Chapter X Porcelain of Ming Dynasty

 
Ming Dynasty lasted for 267 years (1368-1644). The first emperor still used Jingdezhen as the kiln for the royal court. The kiln formed its own style and brought the art of porcelain into a new sphere.
 

Blue and white was the main product of Jingdezhen in Ming Dynasty. There were more varieties of blue colorant, such as imported smalt, domestic “Hui Blue”, “Pingdeng Blue” and “Shizi Blue”. There were new glazes as well, sweet white, sky red, sky blue, tender yellow for instance. All these made it possible to paint over the glazes, and there was also the blend of underglazed blue and white with glaze of other colors. Porcelain became one of the most important revenues of the state and in Ming porcelain export came to a new high.

 

From this chapter on, we shall go into different historic period, since we have more knowledge than the dynasties before.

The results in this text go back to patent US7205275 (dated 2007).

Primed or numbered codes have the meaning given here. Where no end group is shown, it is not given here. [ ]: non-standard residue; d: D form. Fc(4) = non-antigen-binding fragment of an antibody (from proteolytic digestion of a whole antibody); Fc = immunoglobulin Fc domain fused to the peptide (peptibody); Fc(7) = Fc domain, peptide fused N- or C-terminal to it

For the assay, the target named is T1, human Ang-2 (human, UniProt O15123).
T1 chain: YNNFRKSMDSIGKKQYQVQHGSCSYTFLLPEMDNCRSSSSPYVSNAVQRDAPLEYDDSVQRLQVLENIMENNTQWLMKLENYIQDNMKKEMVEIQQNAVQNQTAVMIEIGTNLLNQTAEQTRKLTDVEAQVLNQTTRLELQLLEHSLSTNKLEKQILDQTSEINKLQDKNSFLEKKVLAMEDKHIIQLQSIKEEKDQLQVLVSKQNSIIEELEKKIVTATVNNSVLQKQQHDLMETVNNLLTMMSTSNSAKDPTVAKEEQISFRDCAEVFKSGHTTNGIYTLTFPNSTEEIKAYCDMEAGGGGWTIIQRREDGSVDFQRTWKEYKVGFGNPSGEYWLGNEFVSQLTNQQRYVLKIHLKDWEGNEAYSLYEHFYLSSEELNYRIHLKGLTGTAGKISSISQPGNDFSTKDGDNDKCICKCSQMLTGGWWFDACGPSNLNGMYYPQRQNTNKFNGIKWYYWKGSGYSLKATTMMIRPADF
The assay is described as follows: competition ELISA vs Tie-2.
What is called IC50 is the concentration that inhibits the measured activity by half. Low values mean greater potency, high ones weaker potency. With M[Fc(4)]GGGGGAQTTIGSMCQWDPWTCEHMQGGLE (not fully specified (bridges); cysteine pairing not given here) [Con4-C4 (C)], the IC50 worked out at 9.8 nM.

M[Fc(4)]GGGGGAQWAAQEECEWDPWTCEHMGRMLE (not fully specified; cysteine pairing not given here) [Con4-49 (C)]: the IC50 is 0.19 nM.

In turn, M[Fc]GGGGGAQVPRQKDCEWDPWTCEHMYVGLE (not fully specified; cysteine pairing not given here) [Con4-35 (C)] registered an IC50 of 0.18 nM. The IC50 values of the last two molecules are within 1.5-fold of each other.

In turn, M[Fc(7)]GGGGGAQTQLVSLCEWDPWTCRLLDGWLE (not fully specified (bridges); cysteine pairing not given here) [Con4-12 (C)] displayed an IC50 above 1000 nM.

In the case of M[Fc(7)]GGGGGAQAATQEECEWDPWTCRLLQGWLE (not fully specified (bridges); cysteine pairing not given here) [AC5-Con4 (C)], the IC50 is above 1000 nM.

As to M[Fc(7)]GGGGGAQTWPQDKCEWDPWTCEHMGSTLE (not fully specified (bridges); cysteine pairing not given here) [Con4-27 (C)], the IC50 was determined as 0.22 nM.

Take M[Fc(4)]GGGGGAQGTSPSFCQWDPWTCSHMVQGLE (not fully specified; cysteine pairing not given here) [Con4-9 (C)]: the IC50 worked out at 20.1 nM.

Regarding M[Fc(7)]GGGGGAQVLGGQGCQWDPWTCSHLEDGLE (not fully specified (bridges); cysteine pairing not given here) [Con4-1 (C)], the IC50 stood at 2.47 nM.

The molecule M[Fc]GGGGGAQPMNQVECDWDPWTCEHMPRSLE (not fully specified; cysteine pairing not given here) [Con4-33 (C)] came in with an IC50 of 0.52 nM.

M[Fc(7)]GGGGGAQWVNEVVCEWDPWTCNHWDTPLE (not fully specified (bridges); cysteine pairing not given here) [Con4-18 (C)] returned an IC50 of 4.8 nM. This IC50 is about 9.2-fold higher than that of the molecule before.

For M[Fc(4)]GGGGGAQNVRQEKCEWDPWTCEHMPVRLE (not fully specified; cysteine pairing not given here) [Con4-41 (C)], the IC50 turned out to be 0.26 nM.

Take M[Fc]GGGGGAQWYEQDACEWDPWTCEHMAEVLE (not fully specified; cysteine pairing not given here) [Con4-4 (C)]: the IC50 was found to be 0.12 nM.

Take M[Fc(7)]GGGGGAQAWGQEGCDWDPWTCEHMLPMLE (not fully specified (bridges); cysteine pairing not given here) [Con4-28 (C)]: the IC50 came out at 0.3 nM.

Section I   Porcelain of Hongwu Period
 
Hongwu is the reign title of the first emperor of Ming, who ruled for 30 years from 1368-1398. Porcelain production in this period was at a low ebb. However, two types of porcelain were passed down from this period: blue and white and underglazed red.
 
1.   Blue and White: The colorant used in this period was domestically made, which had little ferric containt and looked a bit greyish; its inner body was white, coarse, had holes and cracks; the glaze was thicker, there was accumulated glaze on some of the round openings; flowers were the main patterns, however, there were also dragons with three or four claws and occasionally one with five claws; most of them were plates, bowls and jars. Aside from Jade Pot/Spring Vase and big bowls whose opening was 20 cm in diameter, the stand of the rest was not glazed.